Ten million American service men and women came home at the close of WWII, eager to turn their energies from fighting to building a modern postwar nation. An emerging network of interstate highways would encourage a new scale of housing in large new suburbs, places like Levittown, New York, where the company’s factory produced one four room house every 16 minutes in 1950.
The Depression, followed by the war years, had left the nation with a critical housing shortage. Where would the army of returning GI’s live?
History Detectives investigates a discovery which may offer a unique look at how necessity became the mother of invention in postwar America. Has a boxcar been used to build a couple's Lakewood home?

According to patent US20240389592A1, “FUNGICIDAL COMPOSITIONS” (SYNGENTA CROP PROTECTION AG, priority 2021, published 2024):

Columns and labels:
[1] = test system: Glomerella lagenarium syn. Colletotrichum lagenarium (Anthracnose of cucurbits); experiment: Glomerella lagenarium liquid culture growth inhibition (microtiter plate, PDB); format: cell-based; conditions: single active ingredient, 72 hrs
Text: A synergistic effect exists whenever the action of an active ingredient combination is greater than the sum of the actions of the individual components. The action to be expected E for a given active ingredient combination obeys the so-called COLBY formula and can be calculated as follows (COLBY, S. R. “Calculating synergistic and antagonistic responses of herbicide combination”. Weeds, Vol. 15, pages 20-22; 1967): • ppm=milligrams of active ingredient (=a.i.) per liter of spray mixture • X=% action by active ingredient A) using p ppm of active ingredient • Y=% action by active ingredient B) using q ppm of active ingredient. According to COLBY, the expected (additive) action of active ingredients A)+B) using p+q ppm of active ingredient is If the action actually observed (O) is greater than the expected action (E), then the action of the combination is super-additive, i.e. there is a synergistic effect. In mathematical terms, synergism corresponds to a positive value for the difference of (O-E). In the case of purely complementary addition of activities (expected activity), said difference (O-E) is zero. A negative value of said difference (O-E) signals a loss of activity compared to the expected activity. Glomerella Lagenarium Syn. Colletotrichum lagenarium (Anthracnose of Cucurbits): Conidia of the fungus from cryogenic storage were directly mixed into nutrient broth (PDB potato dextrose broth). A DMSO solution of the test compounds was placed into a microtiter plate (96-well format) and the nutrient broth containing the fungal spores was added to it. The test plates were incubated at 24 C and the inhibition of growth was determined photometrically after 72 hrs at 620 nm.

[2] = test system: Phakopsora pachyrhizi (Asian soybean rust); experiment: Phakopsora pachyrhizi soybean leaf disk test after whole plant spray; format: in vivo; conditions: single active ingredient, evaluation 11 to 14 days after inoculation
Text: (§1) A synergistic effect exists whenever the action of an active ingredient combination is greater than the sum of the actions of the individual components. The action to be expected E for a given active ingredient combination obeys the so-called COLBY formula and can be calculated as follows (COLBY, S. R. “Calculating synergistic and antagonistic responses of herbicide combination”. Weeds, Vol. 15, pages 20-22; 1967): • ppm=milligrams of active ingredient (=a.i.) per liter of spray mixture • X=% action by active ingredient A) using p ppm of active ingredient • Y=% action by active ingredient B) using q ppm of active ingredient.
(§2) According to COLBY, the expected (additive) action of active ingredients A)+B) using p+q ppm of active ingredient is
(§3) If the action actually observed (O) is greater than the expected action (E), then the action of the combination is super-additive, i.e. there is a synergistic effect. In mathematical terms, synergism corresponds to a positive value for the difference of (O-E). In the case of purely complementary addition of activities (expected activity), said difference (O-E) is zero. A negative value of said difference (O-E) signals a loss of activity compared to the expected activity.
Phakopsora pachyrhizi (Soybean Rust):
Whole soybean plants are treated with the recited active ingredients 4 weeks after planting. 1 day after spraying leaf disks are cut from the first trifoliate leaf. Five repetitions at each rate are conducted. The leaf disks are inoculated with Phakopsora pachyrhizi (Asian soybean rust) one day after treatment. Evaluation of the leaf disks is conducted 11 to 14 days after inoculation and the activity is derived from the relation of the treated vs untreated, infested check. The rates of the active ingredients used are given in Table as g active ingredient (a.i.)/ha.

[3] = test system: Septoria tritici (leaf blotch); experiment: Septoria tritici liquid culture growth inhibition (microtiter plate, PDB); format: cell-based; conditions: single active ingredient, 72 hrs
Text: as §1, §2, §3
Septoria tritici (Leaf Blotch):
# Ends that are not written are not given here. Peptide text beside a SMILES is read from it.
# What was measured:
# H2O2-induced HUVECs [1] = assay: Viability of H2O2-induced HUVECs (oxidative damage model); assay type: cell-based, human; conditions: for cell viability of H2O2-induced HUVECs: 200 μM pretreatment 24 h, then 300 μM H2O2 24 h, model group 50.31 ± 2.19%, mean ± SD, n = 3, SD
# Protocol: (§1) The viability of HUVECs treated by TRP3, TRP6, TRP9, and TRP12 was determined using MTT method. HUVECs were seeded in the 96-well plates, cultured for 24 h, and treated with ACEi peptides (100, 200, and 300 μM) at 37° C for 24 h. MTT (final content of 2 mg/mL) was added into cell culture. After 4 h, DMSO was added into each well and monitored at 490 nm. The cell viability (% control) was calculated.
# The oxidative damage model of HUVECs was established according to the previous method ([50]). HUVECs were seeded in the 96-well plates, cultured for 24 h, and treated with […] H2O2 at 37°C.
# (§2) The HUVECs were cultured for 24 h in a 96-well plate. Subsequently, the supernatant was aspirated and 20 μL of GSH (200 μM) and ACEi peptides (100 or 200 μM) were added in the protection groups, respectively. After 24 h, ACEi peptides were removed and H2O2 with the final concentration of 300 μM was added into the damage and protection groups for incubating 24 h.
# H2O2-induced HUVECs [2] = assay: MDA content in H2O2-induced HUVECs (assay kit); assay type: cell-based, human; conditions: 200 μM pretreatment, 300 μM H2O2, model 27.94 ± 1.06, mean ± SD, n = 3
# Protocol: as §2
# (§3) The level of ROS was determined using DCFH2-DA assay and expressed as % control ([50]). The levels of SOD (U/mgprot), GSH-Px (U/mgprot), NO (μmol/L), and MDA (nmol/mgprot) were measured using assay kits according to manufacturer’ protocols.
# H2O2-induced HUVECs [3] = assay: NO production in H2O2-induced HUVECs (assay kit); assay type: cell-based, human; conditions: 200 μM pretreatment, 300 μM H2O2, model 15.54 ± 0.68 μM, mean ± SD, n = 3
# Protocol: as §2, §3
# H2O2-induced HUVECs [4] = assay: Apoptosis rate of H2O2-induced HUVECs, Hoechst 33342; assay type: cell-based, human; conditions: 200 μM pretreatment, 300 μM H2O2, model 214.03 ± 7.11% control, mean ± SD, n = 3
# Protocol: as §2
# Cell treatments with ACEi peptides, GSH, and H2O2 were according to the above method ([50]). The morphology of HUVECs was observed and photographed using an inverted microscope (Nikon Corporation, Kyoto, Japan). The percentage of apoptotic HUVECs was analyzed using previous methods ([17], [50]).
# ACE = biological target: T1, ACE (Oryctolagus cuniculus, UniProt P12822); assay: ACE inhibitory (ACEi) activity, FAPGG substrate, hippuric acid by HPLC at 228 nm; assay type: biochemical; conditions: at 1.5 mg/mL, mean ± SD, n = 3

- Also with Gwen Wright Shipwreck Cannons Are these the last remains of a navy schooner that fought in a border dispute with the mighty British Empire?
- Also in Season 7 George Washington Miniature Did the artist paint this portrait from life, and what is its surprising connection to the abolitionist White Matlack?
- Also with Gwen Wright Old Fire Station Did President Ulysses S. Grant stop by a New Jersey firehouse on the centennial of America?
- Related Investigation Dutch Colonial Home What role did these menacing forts play in the settling of this part of the West?
- Related Investigation Isleton Tong Was this building a safe haven for persecuted immigrants, or a hub for organized crime?
- Also with Gwen Wright Cesar Chavez Banner What role did this banner play in one of the most famous civil rights campaigns in U.S. history?
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